The deal with Apple TV helped convince Messi and his family to come to the U.S. when Saudi Arabia, which has successfully lured players such as Cristiano Ronaldo, Karim Benzema, Neymar, Sadio Mane, and Mo Salah to the Saudi Pro League, had offered him everything short of a seat at the Organization of the Petroleum Exporting Countries.

    Photo by Ivan Fernandez for L.A. TACO.

    The move must have felt like a coup to a nation intent on building a sports empire, which includes ownership of English club Newcastle United and hosting duties for the 2023 FIFA Club World Cup and the Asian Cup in 2027.

    “The kingdom is widely expected to launch a joint bid for the 2030 FIFA men’s World Cup and is desperate to increase its presence in international sport,” writes Simon Chadwick, professor of sport and geopolitical economy at SKEMA Business School.

    Signing Messi, who already has a contract with Saudi Arabia as a tourism ambassador, would have been the icing on the cake for a nation intent on reinventing itself through sport.

    Back in the U.S., MLS’ own initial reinvention arguably began in 2007 with the arrival of David Beckham to the L.A. Galaxy. His contract was historic, and included an ownership stake in a future MLS franchise, which became Inter Miami, which, months ago, brought Messi to the U.S. That contract pales compared to what Messi was offered (and he gladly accepted).

    “Beckham created a buzz around the league as a moment of change for the league, but I think what’s happening now is much larger,” says Biscayart. “Beckham was a great player at Manchester United, the English national team, and Real Madrid, but he never won a Ballon d’Or. From the point of view of the Latino public, I think that with Messi being one of us, it certainly creates more interest in the league than when Beckham was here.”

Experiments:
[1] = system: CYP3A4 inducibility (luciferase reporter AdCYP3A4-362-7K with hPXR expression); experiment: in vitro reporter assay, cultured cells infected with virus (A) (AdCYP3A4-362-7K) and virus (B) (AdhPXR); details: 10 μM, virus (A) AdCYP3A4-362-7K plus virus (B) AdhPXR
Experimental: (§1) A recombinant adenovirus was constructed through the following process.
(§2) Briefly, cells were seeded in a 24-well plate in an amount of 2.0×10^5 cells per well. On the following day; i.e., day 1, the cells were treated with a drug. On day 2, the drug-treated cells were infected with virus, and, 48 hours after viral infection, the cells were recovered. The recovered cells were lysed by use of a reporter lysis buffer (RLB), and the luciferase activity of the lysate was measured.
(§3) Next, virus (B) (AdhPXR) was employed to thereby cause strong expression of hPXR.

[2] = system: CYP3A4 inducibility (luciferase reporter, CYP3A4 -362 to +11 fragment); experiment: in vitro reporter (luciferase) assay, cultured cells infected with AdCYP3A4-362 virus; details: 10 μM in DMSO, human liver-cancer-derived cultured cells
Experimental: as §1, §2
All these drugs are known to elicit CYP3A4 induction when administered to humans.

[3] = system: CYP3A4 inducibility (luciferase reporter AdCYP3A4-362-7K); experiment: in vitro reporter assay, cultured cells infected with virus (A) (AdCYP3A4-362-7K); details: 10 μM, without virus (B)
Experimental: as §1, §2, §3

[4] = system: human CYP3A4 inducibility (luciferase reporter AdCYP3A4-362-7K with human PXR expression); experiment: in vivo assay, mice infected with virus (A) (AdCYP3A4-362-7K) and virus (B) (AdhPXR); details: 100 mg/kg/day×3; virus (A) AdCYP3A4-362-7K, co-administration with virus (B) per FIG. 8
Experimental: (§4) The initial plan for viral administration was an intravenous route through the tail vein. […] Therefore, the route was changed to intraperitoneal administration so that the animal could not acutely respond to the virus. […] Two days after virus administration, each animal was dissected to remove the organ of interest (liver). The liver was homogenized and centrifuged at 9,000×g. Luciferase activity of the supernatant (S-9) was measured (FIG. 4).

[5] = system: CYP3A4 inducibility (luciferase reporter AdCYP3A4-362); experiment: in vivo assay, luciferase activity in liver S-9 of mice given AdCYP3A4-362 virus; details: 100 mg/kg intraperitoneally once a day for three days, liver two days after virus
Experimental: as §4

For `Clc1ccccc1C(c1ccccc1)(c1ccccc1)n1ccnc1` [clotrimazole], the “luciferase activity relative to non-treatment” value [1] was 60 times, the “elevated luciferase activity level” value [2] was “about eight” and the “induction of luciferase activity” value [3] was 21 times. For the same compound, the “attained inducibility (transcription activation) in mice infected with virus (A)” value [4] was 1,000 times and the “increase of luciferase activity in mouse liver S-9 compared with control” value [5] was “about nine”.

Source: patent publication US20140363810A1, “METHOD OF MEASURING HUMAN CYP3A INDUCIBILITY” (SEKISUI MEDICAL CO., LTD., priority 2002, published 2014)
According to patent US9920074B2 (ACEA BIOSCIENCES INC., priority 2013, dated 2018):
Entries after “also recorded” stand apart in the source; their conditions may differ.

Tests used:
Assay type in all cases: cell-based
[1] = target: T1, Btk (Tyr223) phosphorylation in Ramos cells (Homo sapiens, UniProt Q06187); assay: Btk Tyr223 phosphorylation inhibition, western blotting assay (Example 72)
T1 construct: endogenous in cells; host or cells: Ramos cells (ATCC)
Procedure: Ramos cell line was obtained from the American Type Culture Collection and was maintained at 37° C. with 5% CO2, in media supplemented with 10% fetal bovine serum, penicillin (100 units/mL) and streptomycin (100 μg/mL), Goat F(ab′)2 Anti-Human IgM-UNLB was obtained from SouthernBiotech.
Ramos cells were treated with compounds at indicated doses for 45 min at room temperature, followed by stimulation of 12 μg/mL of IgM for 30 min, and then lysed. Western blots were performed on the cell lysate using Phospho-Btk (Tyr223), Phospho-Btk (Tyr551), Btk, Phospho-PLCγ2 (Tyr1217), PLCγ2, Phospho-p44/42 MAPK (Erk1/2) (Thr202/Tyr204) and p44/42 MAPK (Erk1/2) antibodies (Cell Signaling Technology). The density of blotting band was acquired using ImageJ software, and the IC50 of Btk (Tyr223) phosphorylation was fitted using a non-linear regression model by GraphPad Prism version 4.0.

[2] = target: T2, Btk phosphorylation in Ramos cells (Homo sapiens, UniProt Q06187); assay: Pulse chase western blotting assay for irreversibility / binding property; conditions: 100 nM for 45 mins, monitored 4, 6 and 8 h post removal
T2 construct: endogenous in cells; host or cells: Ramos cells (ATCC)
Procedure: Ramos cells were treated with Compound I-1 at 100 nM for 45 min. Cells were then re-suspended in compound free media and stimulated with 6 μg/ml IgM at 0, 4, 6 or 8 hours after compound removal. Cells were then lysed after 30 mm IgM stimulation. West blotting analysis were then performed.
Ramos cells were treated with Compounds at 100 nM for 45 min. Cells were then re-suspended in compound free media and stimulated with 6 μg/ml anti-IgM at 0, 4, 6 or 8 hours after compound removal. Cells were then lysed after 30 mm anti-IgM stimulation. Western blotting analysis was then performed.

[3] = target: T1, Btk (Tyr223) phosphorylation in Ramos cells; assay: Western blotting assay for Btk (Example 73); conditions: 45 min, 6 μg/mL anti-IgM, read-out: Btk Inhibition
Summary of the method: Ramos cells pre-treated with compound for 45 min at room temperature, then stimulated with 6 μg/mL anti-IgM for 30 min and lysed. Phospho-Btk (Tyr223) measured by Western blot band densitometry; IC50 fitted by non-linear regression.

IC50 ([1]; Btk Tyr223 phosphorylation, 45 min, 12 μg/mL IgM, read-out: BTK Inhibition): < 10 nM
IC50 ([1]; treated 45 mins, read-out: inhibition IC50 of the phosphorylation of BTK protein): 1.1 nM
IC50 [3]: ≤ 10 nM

The league’s second reinvention came just under a decade ago when a wave of new franchises, including LAFC and Inter Miami, were founded that benefited from the league's changes after the incorporation of Beckham. The changes were also on an aesthetic level as team names and logos adopted more historical and global designs in comparison to the quirky MLS team names of the first generation (looking at you, Metro Stars!).

    Thus, Messi’s arrival to Los Angeles as a member of Beckham’s Miami MLS team completed a full circle that encompassed all of MLS’ history, its present, and its ambitions for its future.

    However, Messi’s appearance at Exposition Park was not the first time an Argentine legend graced a football pitch in the area. Diego Armando Maradona played some thousand feet away at the Memorial Coliseum in 1985. He was still a year away from becoming the immortal fútbol god, aka D10S when he and Argentina faced Mexico for a preparation match for the 1986 FIFA World Cup in Mexico.

    It was a time when local restaurant favorites El Taurino, King Taco, and El 7 Mares could afford their own sideline banner ads in an international friendly match. I have convinced myself that my father took my four-year-old self along with him and a few of his friends to this game… though it could as easily have been some other game at some other time and place. Still, when D10S arrives in your backyard, you feel his presence one way or another.

    Nowadays, I’ve lost track of the number of games I’ve seen live in different soccer fields across L.A. County. But this was the first time I watched a current World Cup champion playing for his club in the area I once called home for many years, surrounded by locals, transplants, the Latin American diaspora, the laboring class, and the bourgeoisie.

    And maybe we’ll do it all again in 2026.